Chas Booth, Green councillor for Leith who sits on the licensing board, said: “I agree with Supt Richards that those who have responsibilities for making licensing decisions need to listen to the substantial evidence that increased supply of alcohol is linked to a host of social problems.

“That doesn’t mean the licensing board should turn down every license application the police or NHS object to, but it does mean we should examine the evidence they put forward very carefully.”

Consistently controversial

COUNCILLOR Milligan has consistently attracted controversy and criticism since being installed as licensing board convener in 2012.

In November, plans for a giant “superpub” on Rose Street were waved through by the licensing board despite opposition from police, health authorities, local residents and heritage campaigners. The Waxy O’Connor’s pub would have held 900 drinkers, and was approved when councillors failed to come up with a new licensing policy despite pleas from NHS Lothian and Police Scotland.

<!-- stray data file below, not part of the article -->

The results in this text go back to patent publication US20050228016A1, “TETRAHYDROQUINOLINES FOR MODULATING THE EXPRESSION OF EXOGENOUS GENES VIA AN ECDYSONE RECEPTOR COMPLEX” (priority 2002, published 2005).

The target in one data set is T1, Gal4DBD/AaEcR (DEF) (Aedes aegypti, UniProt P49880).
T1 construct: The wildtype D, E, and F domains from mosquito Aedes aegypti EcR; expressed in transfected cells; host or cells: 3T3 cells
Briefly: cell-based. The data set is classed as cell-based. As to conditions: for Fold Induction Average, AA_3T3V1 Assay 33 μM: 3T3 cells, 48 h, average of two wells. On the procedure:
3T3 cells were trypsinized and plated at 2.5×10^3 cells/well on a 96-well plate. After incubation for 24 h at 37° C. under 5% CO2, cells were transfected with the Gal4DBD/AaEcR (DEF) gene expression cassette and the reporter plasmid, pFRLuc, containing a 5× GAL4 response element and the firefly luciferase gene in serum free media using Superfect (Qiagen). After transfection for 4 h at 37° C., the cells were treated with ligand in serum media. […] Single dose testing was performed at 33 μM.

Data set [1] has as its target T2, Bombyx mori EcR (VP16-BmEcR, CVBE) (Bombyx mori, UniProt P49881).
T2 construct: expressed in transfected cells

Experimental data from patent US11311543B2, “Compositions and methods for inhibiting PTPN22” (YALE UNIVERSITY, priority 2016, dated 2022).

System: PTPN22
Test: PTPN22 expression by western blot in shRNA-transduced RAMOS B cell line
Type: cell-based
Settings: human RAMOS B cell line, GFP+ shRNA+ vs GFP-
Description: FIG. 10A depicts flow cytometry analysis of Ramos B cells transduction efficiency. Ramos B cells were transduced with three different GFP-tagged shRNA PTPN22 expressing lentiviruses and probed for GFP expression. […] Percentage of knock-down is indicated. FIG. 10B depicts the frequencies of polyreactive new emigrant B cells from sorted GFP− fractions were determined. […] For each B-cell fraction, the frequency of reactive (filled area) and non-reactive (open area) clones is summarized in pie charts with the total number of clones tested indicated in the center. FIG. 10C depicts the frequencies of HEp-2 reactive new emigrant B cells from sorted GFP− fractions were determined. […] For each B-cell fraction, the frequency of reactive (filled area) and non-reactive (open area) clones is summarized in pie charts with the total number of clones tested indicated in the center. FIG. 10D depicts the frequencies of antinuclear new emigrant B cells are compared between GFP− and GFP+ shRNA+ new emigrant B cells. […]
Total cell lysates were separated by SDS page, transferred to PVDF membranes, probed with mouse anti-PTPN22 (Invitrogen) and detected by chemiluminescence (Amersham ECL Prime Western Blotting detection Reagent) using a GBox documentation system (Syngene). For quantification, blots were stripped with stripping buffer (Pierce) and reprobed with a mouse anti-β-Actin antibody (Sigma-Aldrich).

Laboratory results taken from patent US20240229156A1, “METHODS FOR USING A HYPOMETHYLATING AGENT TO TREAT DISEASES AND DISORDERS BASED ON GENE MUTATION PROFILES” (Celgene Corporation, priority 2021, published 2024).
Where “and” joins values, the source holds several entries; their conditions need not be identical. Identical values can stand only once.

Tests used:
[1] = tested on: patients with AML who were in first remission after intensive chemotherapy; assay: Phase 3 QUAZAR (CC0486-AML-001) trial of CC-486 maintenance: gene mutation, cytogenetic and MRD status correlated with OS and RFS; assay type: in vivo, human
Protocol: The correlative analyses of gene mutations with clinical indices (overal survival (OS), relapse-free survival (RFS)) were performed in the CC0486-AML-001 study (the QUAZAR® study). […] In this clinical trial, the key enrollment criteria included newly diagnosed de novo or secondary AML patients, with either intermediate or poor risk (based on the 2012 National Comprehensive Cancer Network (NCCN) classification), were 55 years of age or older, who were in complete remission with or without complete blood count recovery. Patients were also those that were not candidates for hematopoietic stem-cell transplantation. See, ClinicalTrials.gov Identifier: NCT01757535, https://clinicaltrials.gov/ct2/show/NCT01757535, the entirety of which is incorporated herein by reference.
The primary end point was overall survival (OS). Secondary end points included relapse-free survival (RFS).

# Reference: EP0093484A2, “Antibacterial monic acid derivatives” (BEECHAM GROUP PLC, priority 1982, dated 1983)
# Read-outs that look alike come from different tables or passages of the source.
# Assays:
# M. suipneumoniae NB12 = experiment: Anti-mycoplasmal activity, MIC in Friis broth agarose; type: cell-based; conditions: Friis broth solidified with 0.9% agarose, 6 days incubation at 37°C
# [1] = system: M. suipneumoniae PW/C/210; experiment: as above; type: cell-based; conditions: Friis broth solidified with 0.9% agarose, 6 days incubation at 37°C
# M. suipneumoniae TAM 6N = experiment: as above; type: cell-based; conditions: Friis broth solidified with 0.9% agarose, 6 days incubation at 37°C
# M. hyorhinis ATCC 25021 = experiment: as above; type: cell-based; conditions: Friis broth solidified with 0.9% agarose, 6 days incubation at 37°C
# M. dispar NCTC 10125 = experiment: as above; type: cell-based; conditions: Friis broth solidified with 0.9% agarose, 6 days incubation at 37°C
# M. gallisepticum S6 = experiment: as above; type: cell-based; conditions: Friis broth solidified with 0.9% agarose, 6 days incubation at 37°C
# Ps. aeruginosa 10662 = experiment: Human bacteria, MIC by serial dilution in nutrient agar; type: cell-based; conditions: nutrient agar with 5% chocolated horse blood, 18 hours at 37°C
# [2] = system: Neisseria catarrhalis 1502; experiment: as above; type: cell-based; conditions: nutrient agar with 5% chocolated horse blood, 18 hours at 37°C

At the time, Cllr Milligan said: “We shouldn’t send out the message that the city is shutting up.” The proposals were later blocked by campaigners at the planning stage.

In May this year, police and health officials blasted the licensing board for approving two licensed supermarkets in Tollcross, despite fears of over-provision in the area. Chief Superintendent Mark Williams said he was “disappointed” at the decision.

Later that month, in an interview with the News, Cllr Milligan claimed there was “no direct link” between overprovision and alcohol-fuelled health issues or disorder.

In July, the convener was reported to the standards watchdog over claims he adopted a “bullying” stance towards anti-booze campaigners. That same month, the city’s licensing forum, the advisory body on licensing policy, said it would challenge Cllr Milligan’s stance on overprovision.